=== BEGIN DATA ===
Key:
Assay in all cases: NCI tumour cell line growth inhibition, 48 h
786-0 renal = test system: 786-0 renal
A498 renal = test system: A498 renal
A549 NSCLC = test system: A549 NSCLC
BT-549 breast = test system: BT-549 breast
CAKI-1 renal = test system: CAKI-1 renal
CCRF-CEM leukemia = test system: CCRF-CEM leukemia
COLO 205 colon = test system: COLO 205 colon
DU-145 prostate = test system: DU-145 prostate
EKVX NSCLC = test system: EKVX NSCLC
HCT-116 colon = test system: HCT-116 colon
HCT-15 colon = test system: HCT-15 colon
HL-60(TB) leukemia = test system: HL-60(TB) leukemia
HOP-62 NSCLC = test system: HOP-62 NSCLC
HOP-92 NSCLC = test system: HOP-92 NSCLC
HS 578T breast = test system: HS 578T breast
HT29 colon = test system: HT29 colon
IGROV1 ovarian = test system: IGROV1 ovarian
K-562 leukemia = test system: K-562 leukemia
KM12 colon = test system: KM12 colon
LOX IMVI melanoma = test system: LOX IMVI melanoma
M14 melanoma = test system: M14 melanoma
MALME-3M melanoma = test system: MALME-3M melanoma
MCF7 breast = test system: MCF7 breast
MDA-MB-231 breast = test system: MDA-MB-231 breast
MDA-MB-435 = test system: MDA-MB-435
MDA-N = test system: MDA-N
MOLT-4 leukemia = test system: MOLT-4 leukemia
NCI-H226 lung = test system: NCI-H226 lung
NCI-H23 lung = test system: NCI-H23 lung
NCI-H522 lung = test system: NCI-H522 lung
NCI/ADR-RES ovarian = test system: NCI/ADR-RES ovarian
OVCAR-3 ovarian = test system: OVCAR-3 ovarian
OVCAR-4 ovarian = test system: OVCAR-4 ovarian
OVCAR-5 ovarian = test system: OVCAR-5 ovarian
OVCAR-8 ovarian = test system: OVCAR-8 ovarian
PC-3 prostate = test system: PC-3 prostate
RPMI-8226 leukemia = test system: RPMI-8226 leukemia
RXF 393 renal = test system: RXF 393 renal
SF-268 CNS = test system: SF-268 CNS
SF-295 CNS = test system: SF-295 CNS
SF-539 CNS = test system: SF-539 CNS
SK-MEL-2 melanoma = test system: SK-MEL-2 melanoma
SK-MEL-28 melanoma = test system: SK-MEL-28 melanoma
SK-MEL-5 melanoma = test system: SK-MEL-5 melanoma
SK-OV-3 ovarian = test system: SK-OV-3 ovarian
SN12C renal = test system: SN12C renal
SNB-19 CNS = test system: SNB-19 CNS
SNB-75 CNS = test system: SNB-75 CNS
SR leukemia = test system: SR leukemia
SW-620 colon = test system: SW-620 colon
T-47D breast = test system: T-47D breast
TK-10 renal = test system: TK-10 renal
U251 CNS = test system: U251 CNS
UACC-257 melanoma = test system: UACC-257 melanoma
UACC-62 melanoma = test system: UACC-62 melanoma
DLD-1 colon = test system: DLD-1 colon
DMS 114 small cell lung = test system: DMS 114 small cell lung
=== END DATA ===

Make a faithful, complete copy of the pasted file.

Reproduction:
Key:
Assay in all cases: NCI tumour cell line growth inhibition, 48 h
786-0 renal = test system: 786-0 renal
A498 renal = test system: A498 renal
A549 NSCLC = test system: A549 NSCLC
BT-549 breast = test system: BT-549 breast
CAKI-1 renal = test system: CAKI-1 renal
CCRF-CEM leukemia = test system: CCRF-CEM leukemia
COLO 205 colon = test system: COLO 205 colon
DU-145 prostate = test system: DU-145 prostate
EKVX NSCLC = test system: EKVX NSCLC
HCT-116 colon = test system: HCT-116 colon
HCT-15 colon = test system: HCT-15 colon
HL-60(TB) leukemia = test system: HL-60(TB) leukemia
HOP-62 NSCLC = test system: HOP-62 NSCLC
HOP-92 NSCLC = test system: HOP-92 NSCLC
HS 578T breast = test system: HS 578T breast
HT29 colon = test system: HT29 colon
IGROV1 ovarian = test system: IGROV1 ovarian
K-562 leukemia = test system: K-562 leukemia
KM12 colon = test system: KM12 colon
LOX IMVI melanoma = test system: LOX IMVI melanoma
M14 melanoma = test system: M14 melanoma
MALME-3M melanoma = test system: MALME-3M melanoma
MCF7 breast = test system: MCF7 breast
MDA-MB-231 breast = test system: MDA-MB-231 breast
MDA-MB-435 = test system: MDA-MB-435
MDA-N = test system: MDA-N
MOLT-4 leukemia = test system: MOLT-4 leukemia
NCI-H226 lung = test system: NCI-H226 lung
NCI-H23 lung = test system: NCI-H23 lung
NCI-H522 lung = test system: NCI-H522 lung
NCI/ADR-RES ovarian = test system: NCI/ADR-RES ovarian
OVCAR-3 ovarian = test system: OVCAR-3 ovarian
OVCAR-4 ovarian = test system: OVCAR-4 ovarian
OVCAR-5 ovarian = test system: OVCAR-5 ovarian
OVCAR-8 ovarian = test system: OVCAR-8 ovarian
PC-3 prostate = test system: PC-3 prostate
RPMI-8226 leukemia = test system: RPMI-8226 leukemia
RXF 393 renal = test system: RXF 393 renal
SF-268 CNS = test system: SF-268 CNS
SF-295 CNS = test system: SF-295 CNS
SF-539 CNS = test system: SF-539 CNS
SK-MEL-2 melanoma = test system: SK-MEL-2 melanoma
SK-MEL-28 melanoma = test system: SK-MEL-28 melanoma
SK-MEL-5 melanoma = test system: SK-MEL-5 melanoma
SK-OV-3 ovarian = test system: SK-OV-3 ovarian
SN12C renal = test system: SN12C renal
SNB-19 CNS = test system: SNB-19 CNS
SNB-75 CNS = test system: SNB-75 CNS
SR leukemia = test system: SR leukemia
SW-620 colon = test system: SW-620 colon
T-47D breast = test system: T-47D breast
TK-10 renal = test system: TK-10 renal
U251 CNS = test system: U251 CNS
UACC-257 melanoma = test system: UACC-257 melanoma
UACC-62 melanoma = test system: UACC-62 melanoma
DLD-1 colon = test system: DLD-1 colon
DMS 114 small cell lung = test system: DMS 114 small cell lung